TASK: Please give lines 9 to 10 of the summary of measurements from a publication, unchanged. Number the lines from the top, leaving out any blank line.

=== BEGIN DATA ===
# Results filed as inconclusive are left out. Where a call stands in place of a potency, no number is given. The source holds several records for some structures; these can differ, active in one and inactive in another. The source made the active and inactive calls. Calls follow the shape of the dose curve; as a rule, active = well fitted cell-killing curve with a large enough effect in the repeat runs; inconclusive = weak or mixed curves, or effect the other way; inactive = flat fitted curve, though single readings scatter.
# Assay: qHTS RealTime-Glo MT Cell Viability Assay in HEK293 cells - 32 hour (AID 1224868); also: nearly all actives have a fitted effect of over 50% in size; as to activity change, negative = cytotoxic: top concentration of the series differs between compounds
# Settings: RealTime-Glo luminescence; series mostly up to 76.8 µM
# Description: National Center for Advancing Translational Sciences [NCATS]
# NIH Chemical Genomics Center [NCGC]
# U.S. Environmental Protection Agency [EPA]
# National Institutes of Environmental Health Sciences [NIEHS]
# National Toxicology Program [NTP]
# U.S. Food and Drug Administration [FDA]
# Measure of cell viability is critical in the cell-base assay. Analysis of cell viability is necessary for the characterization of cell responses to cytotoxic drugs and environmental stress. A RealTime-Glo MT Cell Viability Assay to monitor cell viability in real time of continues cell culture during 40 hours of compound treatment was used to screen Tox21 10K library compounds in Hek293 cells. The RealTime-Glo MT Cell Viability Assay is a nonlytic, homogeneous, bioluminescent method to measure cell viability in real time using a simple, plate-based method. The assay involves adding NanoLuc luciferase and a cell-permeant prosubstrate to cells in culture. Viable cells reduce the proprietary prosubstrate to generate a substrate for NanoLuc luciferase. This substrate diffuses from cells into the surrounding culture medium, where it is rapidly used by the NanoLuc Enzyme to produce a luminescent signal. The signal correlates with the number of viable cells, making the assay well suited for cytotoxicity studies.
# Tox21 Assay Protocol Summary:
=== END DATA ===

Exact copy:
# U.S. Food and Drug Administration [FDA]
# Measure of cell viability is critical in the cell-base assay. Analysis of cell viability is necessary for the characterization of cell responses to cytotoxic drugs and environmental stress. A RealTime-Glo MT Cell Viability Assay to monitor cell viability in real time of continues cell culture during 40 hours of compound treatment was used to screen Tox21 10K library compounds in Hek293 cells. The RealTime-Glo MT Cell Viability Assay is a nonlytic, homogeneous, bioluminescent method to measure cell viability in real time using a simple, plate-based method. The assay involves adding NanoLuc luciferase and a cell-permeant prosubstrate to cells in culture. Viable cells reduce the proprietary prosubstrate to generate a substrate for NanoLuc luciferase. This substrate diffuses from cells into the surrounding culture medium, where it is rapidly used by the NanoLuc Enzyme to produce a luminescent signal. The signal correlates with the number of viable cells, making the assay well suited for cytotoxicity studies.